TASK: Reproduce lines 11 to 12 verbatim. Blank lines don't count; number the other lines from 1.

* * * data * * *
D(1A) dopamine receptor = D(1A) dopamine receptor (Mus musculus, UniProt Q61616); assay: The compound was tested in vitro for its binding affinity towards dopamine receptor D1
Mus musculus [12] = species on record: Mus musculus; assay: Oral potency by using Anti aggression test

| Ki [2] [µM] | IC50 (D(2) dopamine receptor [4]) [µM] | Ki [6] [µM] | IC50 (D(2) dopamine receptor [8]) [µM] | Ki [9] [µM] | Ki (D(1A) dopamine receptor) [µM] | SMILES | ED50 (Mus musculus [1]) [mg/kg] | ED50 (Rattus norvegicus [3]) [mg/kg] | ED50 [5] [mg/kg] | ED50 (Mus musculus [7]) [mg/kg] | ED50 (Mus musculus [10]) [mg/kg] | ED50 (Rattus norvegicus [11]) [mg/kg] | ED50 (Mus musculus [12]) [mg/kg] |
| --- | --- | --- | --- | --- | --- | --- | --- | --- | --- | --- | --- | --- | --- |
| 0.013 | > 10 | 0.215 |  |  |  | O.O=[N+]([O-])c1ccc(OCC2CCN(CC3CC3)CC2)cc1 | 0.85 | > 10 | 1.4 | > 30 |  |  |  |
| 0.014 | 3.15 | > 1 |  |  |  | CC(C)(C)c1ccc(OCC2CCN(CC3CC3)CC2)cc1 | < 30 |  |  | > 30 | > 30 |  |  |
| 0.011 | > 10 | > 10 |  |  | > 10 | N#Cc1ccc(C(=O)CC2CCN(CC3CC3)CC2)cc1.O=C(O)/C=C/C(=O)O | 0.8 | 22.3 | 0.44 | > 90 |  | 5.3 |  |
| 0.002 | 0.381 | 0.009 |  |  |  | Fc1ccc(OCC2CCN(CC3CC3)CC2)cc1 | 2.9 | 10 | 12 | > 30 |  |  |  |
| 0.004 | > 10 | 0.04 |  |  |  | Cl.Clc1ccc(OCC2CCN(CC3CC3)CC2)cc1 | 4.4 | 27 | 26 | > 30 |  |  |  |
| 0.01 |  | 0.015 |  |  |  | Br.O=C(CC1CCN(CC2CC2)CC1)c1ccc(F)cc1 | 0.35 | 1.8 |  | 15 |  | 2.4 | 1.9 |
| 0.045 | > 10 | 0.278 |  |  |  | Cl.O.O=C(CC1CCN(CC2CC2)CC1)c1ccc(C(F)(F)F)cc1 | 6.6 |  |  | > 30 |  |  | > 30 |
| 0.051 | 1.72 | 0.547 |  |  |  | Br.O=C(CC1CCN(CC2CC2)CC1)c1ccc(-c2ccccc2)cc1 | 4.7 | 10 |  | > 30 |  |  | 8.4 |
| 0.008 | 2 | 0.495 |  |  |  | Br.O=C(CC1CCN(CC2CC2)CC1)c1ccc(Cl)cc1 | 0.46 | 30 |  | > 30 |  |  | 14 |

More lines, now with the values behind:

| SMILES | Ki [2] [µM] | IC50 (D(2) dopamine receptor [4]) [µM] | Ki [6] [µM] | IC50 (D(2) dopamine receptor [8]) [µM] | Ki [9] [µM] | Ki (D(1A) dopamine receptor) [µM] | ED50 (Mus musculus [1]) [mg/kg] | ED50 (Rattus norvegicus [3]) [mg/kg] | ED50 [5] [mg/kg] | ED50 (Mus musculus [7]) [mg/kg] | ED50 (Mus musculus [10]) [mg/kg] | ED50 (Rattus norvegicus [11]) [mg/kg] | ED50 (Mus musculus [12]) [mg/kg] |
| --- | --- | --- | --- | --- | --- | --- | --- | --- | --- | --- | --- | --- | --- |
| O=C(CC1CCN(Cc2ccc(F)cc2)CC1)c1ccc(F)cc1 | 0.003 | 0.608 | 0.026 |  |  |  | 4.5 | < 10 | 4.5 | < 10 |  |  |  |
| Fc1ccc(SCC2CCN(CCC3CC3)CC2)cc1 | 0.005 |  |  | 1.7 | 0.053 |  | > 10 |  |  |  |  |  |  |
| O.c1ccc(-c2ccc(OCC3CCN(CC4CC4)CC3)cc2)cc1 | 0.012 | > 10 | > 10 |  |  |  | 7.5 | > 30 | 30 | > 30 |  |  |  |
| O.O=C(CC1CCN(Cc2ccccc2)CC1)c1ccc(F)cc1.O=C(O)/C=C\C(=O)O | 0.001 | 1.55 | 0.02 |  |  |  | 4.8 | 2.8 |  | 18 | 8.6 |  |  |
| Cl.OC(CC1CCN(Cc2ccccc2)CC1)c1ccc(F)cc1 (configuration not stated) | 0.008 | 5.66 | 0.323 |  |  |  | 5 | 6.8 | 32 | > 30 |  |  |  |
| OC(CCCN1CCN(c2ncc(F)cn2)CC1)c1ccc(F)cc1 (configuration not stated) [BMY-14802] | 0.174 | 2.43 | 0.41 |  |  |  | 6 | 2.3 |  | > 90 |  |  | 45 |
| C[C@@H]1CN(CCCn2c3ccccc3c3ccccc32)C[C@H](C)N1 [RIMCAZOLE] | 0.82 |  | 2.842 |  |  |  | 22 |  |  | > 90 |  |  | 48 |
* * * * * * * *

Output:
| 0.045 | > 10 | 0.278 |  |  |  | Cl.O.O=C(CC1CCN(CC2CC2)CC1)c1ccc(C(F)(F)F)cc1 | 6.6 |  |  | > 30 |  |  | > 30 |
| 0.051 | 1.72 | 0.547 |  |  |  | Br.O=C(CC1CCN(CC2CC2)CC1)c1ccc(-c2ccccc2)cc1 | 4.7 | 10 |  | > 30 |  |  | 8.4 |